Sometimes lots of exercise and activity is warranted, but not usually. It’s important to realize that the large majority of a patient’s recovery occurs outside of my office. That being said, we best utilize our time together figuring out what needs to be done when you leave. We investigate which movements or exercises are best for you to do on your own time. We also spend time discussing your prognosis, trouble shooting, reviewing how to self-assess, and so on. If a patient is under the impression that she goes to physical therapy to do her exercises and then does little to no work at home, that ensures very slow progress at best. I love going to the gym (I first joined Gold’s Gym way back when I was 17), but what I offer patients is more critical thinking and problem solving versus a place to work out. -- Laura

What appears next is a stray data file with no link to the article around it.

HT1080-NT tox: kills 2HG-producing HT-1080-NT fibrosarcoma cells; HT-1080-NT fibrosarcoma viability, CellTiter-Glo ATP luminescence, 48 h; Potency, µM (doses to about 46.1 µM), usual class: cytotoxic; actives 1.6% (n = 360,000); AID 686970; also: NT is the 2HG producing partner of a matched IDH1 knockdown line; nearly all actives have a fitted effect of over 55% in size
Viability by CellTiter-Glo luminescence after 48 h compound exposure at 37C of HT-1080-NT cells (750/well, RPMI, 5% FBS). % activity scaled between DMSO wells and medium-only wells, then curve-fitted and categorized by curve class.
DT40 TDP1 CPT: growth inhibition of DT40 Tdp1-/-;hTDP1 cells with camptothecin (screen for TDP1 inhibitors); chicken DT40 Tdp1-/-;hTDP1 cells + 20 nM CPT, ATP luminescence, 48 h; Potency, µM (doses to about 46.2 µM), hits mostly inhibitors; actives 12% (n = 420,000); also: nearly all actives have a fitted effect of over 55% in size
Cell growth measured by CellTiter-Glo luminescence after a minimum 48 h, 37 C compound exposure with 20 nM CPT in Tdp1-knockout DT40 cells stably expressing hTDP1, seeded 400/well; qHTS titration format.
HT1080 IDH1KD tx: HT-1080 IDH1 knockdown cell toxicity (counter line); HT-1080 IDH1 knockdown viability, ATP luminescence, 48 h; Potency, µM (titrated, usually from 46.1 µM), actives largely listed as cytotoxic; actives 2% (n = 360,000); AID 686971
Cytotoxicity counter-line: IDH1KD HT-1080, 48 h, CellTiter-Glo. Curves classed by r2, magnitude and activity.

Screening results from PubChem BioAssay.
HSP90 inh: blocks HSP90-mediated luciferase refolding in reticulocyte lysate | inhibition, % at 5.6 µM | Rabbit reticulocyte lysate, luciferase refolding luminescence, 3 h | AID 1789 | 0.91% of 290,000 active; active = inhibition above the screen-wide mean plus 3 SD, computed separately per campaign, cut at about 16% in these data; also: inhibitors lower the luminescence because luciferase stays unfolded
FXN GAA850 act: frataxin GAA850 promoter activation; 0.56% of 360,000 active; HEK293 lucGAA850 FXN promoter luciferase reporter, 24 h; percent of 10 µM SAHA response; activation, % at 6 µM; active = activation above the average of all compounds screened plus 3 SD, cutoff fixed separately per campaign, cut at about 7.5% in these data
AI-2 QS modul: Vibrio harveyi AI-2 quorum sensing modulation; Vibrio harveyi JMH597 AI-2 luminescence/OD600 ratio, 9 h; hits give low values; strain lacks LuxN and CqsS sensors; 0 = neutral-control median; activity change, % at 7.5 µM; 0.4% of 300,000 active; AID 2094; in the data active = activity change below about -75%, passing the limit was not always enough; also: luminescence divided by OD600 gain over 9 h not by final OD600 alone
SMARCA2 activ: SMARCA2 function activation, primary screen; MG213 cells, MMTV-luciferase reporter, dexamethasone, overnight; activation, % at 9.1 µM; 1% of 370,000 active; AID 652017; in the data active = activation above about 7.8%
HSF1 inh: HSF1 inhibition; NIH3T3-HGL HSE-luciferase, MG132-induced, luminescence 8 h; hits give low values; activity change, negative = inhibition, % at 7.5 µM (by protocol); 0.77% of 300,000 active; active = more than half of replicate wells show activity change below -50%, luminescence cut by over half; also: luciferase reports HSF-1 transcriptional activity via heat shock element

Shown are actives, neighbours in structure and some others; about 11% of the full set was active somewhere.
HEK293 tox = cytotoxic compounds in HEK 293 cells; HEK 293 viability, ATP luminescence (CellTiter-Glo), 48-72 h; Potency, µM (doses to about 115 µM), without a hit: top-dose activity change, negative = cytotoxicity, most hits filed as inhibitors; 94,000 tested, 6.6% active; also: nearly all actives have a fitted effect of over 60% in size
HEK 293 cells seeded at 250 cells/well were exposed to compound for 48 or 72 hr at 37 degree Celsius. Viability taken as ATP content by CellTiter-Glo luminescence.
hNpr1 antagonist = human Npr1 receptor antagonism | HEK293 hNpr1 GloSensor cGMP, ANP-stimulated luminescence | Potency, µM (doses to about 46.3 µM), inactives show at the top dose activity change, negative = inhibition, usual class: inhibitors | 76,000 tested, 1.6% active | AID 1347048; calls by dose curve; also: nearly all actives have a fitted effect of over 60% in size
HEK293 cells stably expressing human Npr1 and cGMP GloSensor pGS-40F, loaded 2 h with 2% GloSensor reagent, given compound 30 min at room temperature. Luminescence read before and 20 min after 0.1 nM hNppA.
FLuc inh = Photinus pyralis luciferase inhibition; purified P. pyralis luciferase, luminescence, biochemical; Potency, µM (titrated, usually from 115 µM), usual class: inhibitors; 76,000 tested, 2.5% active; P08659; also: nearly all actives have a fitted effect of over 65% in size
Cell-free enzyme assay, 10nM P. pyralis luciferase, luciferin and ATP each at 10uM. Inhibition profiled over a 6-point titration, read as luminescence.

I look for direct cause and effect. In most cases, the cause. the intervention, is movement. Movement is usually generated by the patient, but I can use manual techniques if needed. Here’s a simple, common example of how I implement this in the office.
A patient presents with isolated pain on the right shoulder, lateral aspect. History: intermittent pain, pain usually with reaching, no pain at rest, can’t throw, present for 3 months, staying the same, no trauma, notices loss of flexion which can vary. Physical exam: no pain at rest and no cervical or thoracic loss of ROM or pain. Shoulder flexion: moderate loss with pain at end range. Shoulder internal rotation: minimal loss with pain during movement. Concordant pain with resisted abduction and pain-free weakness in external rotation (3+/5). All other shoulder baselines are normal. I don’t regularly do special tests.